After several months without a home, Hilda Garcia found a trailer to move into with her husband and daughter in a tiny community in California known as Okieville -- but the trailer's well was dry and there was no running water. Hilda and her husband currently suffer from several health problems and the intense summer heat coupled with no running water makes life almost impossible. Thousands of wells have gone dry in California's Central Valley owning to the state's five-year-long drought. With water as an increasingly scarce resource in the Valley, resident's like the Garcia's face an uncertain future.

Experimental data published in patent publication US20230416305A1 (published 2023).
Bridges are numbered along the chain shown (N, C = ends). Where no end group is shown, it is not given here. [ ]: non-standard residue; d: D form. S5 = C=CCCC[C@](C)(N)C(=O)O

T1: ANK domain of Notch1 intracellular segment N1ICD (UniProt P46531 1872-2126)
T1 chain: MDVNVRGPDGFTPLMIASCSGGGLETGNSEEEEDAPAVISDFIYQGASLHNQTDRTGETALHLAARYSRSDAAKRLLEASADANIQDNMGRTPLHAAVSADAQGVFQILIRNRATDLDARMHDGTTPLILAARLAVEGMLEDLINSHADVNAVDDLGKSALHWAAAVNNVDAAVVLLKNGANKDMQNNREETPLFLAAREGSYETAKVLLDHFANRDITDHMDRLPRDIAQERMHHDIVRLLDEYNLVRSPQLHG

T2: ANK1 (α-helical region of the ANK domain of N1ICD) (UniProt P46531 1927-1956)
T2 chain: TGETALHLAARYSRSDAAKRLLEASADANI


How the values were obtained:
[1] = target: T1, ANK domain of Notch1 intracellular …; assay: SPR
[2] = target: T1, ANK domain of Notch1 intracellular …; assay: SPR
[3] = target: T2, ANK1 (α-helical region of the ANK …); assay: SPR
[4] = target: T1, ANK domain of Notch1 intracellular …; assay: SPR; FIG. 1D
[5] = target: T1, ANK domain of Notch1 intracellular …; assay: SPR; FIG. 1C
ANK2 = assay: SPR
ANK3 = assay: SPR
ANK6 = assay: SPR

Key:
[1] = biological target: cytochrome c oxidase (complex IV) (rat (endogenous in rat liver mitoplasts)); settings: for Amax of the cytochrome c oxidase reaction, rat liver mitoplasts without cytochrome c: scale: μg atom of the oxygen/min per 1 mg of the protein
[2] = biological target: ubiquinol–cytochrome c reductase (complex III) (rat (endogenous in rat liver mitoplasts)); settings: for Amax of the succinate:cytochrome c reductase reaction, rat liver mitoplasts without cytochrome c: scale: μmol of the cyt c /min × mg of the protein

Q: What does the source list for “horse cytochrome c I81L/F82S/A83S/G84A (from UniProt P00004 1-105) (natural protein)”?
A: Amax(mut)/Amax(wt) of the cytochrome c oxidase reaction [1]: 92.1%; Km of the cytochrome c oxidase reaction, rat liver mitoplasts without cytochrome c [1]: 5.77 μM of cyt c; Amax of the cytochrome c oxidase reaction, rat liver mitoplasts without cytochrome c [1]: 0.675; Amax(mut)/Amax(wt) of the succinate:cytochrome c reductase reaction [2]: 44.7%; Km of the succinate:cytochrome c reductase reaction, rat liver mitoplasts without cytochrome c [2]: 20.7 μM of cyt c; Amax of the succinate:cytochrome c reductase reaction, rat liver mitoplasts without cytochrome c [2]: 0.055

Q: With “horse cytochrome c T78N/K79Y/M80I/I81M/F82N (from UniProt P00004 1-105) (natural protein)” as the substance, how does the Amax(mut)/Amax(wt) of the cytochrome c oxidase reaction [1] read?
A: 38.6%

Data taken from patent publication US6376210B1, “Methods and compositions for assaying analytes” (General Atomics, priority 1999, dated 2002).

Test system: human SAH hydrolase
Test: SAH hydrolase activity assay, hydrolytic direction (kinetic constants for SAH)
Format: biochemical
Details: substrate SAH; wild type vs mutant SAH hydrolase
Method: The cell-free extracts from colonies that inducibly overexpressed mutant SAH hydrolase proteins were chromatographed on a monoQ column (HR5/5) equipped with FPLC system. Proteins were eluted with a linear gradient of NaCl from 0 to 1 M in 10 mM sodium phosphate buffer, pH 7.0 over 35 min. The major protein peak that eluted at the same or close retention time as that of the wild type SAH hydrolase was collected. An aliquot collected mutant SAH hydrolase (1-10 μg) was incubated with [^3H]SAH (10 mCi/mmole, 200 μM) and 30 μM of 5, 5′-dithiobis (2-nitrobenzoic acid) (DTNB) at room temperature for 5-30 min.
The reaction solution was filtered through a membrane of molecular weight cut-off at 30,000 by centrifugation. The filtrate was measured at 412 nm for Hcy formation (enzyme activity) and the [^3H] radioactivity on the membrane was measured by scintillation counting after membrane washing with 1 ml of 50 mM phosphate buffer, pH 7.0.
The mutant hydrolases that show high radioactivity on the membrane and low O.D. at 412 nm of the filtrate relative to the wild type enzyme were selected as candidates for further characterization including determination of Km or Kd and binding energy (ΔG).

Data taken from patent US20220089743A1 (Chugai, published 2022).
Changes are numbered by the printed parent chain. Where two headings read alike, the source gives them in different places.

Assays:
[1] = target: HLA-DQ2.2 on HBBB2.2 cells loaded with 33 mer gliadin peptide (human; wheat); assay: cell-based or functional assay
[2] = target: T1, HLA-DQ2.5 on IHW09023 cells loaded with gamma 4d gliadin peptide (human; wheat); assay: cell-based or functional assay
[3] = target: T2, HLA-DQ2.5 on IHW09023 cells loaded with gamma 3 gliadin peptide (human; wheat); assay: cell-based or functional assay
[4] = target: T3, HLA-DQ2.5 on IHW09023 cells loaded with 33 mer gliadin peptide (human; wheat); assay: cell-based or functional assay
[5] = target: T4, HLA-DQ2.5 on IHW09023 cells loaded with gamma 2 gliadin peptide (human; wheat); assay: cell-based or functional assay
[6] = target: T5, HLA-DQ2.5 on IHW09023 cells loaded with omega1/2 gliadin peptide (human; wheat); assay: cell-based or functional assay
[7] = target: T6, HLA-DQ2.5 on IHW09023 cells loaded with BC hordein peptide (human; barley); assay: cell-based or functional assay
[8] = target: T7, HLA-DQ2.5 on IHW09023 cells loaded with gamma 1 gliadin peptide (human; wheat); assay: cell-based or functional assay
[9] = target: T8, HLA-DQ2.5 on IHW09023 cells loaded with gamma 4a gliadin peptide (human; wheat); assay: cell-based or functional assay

This photo essay is part of Dreams of Dust, a long-term documentary project. Dreams of Dust is about a present-day climate migration as people begin to move away from their homes due to the California drought. The project will document stories of migration as well as stories about the inability to migrate. It explores how the drought is impacting communities in the state’s Central Valley and specifically how it has placed stress on areas that have had an inadequate or unstable water sources for years. Still in progress, the project will focus on the reasons why these communities have been unstable to begin with, how the drought is leading to further instability and migration within and out of the Valley, and what will happen in the future if the area continues to become drier and drier – as is predicted in years to come.